Tiempo Climate Cyberlibrary

Least Developed Countries’ Needs


About the Cyberlibrary

The Tiempo Climate Cyberlibrary was developed by Mick Kelly and Sarah Granich on behalf of the Stockholm Environment Institute and the International Institute for Environment and Development, with sponsorship from the Swedish International Development Cooperation Agency.

While every effort is made to ensure that information on this site, and on other sites that are referenced here, is accurate, no liability for loss or damage resulting from use of this information can be accepted.

Mohammed Reazuddin

Mohammed Reazuddin describes the actions taken by the Least Developed Countries to tackle climate change and the assistance that they need.

The author is Director of the Department of Environment, Government of Bangladesh, and current chair of the Least Developed Countries Group in the climate change negotiations.

Climate change is a great challenge to humanity whose vulnerable communities feel its impacts most. The survival of many poor country citizens is at risk if this challenge is not confronted in an effective way. Only strong political will can deal with climate change and make real progress with reducing greenhouse gas emissions.

Least Developed Countries (LDCs) have eagerly awaited developed nation emissions reductions, in line with the targets committed to under the Kyoto Protocol. But sadly, LDCs have experienced lengthy negotiation processes and little action.

In December 2005 in Montréal, nations gathered for the first Meeting of the Parties to the Kyoto Protocol. LDCs wanted proof of political will by all industrialized countries party to the Protocol. Unfortunately, by reneging on their commitments, they instead challenged the credibility of the Protocol. LDCs want to see current commitments met, and agreement reached on a regime for future emissions reductions. They also want emissions reductions by industrialized countries not party to the Kyoto Protocol.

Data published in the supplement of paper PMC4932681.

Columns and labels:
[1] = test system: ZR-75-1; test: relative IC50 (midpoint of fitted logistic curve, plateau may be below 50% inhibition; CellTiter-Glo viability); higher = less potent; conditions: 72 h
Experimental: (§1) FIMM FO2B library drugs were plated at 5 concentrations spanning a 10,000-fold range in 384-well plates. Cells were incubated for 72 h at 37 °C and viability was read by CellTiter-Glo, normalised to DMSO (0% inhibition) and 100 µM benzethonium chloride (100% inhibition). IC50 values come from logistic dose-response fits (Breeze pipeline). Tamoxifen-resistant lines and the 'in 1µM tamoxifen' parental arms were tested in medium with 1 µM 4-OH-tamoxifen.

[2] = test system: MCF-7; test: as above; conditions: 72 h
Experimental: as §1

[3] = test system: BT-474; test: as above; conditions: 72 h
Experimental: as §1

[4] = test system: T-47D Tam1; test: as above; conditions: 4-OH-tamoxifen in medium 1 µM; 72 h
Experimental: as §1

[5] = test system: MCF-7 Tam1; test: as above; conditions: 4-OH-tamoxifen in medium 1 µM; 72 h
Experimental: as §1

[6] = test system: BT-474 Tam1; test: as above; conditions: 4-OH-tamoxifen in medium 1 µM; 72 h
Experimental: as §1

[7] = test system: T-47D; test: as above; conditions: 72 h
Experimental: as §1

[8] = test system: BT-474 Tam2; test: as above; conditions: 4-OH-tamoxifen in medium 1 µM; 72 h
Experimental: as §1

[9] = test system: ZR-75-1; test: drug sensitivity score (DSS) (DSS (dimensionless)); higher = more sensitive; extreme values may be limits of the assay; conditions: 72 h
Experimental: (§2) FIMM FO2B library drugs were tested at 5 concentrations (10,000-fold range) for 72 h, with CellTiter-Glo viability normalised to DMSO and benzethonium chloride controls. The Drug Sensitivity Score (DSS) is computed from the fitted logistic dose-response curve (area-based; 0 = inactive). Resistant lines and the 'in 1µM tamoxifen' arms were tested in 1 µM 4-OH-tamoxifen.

LDCs are trying hard to achieve the Millennium Development Goals, but climate change destabilizes efforts towards economic and social progress. Adaptation to climate change is a vast and costly task, especially for poor nations, and any delay in efforts to reduce emissions will increase the risks and costs of adverse impacts, thus frustrating development efforts.

Despite their limited capacities, LDCs have worked hard under the United Nations Framework Convention on Climate Change. Most are preparing or have prepared National Adaptation Programmes of Action (NAPAs), thus showing their commitment to adaptation to climate change. Industrialized nations must now honour their own commitments.

Urgent and real progress is needed in two areas. First, LDCs need emission reductions fast. Second, they need immediate and adequate funding and resources for adaptation needs and priorities and compensation for damages from the unavoidable adverse impacts of climate change. If voluntary contributions do not deliver, then binding commitments might be needed to secure enough funding to implement NAPAs.

Lastly, technology development and transfer is key. LDCs want to see action to:

  • support technology development, particularly adaptation technologies;
  • facilitate access to environmentally-friendly technologies to reduce emissions;
  • promote pro-poor Clean Development Mechanism projects with high sustainable development benefits;
  • build LDC capacity, especially under the Kyoto Protocol; and,
  • secure funding for technology transfer.

Further information
Mohammed Reazuddin, Department of Environment, Poribesh Bhaban E-16, Agargaon, Shere Bangla Nagar Dhaka 1207, Bangladesh. Email: reaz@doe-bd.org. Web: www.doe-bd.org.

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Updated: May 15th 2015